Karen Teoh

Schooling Diaspora

Women, Education, and the Overseas Chinese in British Malaya and Singapore, 1850s to 1960s

Oxford University Press 2018

New Books in British StudiesNew Books in EducationNew Books in Gender StudiesNew Books in HistoryNew Books in Peoples & PlacesNew Books in Politics & SocietyNew Books in Southeast Asian StudiesNew Books Network April 17, 2018 Tyler Yank

In Schooling Diaspora: Women, Education, and the Overseas Chinese in British Malaya and Singapore, 1850s to 1960s (Oxford University Press, 2018), Karen Teoh relates...

In Schooling Diaspora: Women, Education, and the Overseas Chinese in British Malaya and Singapore, 1850s to 1960s (Oxford University Press, 2018), Karen Teoh relates the history of English and Chinese girls’ schools that overseas Chinese founded and attended from the 1850s to the 1960s in British Malaya and Singapore. She examines the strategies of missionaries, colonial authorities, and Chinese reformists and revolutionaries for educating girls, as well as the impact that this education had on identity formation among overseas Chinese women and larger society. These schools would help to produce what society ‘needed’, in the form of better wives and mothers, or workers and citizens of developing nation-states, while ensuring compliance with desired ideals. Chinese women in diaspora found that failing to conform to any number of state priorities could lead to social disapproval, marginalization, or even outright deportation.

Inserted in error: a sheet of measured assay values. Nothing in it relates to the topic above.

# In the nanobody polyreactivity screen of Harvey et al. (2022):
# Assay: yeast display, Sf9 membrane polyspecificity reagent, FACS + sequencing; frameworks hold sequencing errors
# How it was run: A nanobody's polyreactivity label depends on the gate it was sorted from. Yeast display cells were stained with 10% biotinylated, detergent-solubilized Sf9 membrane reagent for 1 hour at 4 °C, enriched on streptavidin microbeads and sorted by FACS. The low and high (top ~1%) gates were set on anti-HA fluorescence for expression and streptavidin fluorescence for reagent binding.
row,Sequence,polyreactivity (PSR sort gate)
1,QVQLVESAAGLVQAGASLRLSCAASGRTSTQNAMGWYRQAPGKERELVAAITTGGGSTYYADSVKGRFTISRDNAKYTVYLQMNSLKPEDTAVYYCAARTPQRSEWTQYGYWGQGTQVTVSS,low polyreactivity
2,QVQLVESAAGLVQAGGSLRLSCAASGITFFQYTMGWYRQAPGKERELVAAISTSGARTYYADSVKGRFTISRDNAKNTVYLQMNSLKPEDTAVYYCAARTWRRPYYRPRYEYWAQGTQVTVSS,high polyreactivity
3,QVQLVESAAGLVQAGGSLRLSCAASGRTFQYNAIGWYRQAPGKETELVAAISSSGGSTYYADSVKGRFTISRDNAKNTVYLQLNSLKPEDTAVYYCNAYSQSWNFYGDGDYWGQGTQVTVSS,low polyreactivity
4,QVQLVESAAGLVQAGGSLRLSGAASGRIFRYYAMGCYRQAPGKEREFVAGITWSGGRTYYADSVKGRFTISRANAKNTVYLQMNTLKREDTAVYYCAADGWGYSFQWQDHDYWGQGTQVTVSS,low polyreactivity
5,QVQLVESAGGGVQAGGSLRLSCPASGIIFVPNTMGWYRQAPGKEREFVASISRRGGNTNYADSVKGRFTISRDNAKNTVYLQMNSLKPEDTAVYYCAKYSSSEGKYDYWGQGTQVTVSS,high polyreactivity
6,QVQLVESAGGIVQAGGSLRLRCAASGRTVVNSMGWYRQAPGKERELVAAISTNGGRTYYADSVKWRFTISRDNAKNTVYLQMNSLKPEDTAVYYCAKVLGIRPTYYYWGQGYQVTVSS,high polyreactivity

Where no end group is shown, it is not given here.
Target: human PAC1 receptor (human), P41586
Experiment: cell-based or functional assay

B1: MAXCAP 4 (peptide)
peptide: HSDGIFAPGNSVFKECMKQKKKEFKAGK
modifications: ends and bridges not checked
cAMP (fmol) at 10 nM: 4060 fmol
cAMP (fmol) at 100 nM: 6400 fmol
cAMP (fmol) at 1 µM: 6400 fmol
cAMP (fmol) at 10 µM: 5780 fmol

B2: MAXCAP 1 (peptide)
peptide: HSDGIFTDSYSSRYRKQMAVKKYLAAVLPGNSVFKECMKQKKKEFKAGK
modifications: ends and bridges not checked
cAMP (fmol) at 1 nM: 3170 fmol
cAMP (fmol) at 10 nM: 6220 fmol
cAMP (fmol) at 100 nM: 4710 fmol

Through vivid oral histories, and by bridging Chinese and Southeast Asian history, British imperialism, gender, and the history of education, Schooling Diaspora shows how these diasporic women contributed to the development of a new figure: the educated transnational Chinese woman.

Karen M. Teoh is Associate Professor of History and Director of the Asian Studies Program at Stonehill College (Massachusetts). Her research focuses on Chinese migration and diaspora from the 17th century to the present, and examines how changing notions of gender roles, ethnicity, and cultural hybridity have shaped the identities of groups and individuals.


Tyler Yank is a senior doctoral candidate in History at McGill University (Montreal, Canada). Her work explores bonded women and British Empire in the western Indian Ocean World.

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